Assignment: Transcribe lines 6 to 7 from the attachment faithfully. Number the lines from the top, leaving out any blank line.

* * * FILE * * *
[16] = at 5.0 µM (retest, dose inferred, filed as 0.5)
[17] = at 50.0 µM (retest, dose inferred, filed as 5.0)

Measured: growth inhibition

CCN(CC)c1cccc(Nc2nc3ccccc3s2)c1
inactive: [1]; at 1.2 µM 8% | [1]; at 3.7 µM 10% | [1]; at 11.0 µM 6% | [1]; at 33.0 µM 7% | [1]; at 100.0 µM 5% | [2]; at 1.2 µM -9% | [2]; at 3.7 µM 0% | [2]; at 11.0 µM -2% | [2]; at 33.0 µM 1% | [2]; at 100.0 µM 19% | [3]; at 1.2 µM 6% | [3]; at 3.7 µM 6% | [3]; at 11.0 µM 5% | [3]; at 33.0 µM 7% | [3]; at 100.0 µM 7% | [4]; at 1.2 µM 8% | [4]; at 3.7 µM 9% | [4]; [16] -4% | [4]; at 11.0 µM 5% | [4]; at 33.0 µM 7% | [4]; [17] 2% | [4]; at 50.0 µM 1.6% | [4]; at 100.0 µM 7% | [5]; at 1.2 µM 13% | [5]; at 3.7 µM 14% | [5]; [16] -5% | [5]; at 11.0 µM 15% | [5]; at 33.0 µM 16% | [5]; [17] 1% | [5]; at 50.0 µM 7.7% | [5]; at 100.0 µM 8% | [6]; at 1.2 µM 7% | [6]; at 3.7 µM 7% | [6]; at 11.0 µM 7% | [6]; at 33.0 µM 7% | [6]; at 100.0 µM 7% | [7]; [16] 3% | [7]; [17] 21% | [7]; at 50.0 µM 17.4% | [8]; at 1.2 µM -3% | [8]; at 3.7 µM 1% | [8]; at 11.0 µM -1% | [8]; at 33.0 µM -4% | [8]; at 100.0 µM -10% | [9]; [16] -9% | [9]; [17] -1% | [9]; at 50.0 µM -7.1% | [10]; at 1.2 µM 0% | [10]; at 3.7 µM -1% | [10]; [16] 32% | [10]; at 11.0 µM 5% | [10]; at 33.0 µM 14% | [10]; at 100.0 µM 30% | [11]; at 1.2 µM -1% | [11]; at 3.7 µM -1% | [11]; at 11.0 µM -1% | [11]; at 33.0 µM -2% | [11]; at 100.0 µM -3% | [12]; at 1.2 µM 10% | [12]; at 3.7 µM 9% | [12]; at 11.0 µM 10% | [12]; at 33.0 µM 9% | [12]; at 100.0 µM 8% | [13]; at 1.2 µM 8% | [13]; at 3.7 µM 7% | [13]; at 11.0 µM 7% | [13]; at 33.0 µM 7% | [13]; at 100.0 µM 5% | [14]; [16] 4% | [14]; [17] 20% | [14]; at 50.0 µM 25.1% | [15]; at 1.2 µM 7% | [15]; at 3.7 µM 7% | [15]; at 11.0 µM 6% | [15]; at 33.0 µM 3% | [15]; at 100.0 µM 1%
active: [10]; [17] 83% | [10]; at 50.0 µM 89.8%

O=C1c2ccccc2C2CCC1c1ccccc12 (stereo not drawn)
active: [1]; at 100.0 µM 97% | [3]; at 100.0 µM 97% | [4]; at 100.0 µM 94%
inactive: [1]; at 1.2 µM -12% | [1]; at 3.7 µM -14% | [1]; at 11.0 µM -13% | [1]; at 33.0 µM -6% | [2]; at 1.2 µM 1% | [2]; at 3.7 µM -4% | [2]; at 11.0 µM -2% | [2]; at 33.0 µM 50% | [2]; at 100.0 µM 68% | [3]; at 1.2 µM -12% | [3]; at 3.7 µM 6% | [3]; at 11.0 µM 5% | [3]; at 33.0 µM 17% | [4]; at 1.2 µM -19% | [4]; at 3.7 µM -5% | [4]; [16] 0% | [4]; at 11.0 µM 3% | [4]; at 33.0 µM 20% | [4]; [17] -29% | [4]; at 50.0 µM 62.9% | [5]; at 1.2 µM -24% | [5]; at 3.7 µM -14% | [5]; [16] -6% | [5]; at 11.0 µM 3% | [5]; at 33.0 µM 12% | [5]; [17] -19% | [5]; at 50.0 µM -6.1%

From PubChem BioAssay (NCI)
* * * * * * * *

active: [10]; [17] 83% | [10]; at 50.0 µM 89.8%

O=C1c2ccccc2C2CCC1c1ccccc12 (stereo not drawn)